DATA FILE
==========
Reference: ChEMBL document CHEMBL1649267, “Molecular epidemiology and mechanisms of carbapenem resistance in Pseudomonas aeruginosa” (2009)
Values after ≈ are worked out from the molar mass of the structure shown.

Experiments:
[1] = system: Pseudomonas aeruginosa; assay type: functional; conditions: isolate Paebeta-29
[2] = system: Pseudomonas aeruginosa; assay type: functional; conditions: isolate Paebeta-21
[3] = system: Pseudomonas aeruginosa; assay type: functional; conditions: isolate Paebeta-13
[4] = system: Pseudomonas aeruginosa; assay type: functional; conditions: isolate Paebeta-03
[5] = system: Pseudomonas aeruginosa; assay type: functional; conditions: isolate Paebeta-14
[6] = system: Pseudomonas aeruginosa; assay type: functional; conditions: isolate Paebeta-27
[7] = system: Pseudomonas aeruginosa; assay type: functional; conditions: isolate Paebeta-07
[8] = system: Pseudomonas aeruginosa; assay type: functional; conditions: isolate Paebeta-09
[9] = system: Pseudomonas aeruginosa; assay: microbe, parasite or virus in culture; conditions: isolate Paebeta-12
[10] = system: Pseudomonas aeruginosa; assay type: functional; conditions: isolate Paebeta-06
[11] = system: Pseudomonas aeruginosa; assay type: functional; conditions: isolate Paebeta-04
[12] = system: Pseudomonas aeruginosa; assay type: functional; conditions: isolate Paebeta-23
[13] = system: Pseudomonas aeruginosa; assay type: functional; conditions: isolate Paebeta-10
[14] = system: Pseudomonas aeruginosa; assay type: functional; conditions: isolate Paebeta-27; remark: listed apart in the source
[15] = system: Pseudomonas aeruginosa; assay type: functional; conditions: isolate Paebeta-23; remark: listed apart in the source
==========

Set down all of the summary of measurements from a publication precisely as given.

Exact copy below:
Reference: ChEMBL document CHEMBL1649267, “Molecular epidemiology and mechanisms of carbapenem resistance in Pseudomonas aeruginosa” (2009)
Values after ≈ are worked out from the molar mass of the structure shown.

Experiments:
[1] = system: Pseudomonas aeruginosa; assay type: functional; conditions: isolate Paebeta-29
[2] = system: Pseudomonas aeruginosa; assay type: functional; conditions: isolate Paebeta-21
[3] = system: Pseudomonas aeruginosa; assay type: functional; conditions: isolate Paebeta-13
[4] = system: Pseudomonas aeruginosa; assay type: functional; conditions: isolate Paebeta-03
[5] = system: Pseudomonas aeruginosa; assay type: functional; conditions: isolate Paebeta-14
[6] = system: Pseudomonas aeruginosa; assay type: functional; conditions: isolate Paebeta-27
[7] = system: Pseudomonas aeruginosa; assay type: functional; conditions: isolate Paebeta-07
[8] = system: Pseudomonas aeruginosa; assay type: functional; conditions: isolate Paebeta-09
[9] = system: Pseudomonas aeruginosa; assay: microbe, parasite or virus in culture; conditions: isolate Paebeta-12
[10] = system: Pseudomonas aeruginosa; assay type: functional; conditions: isolate Paebeta-06
[11] = system: Pseudomonas aeruginosa; assay type: functional; conditions: isolate Paebeta-04
[12] = system: Pseudomonas aeruginosa; assay type: functional; conditions: isolate Paebeta-23
[13] = system: Pseudomonas aeruginosa; assay type: functional; conditions: isolate Paebeta-10
[14] = system: Pseudomonas aeruginosa; assay type: functional; conditions: isolate Paebeta-27; remark: listed apart in the source
[15] = system: Pseudomonas aeruginosa; assay type: functional; conditions: isolate Paebeta-23; remark: listed apart in the source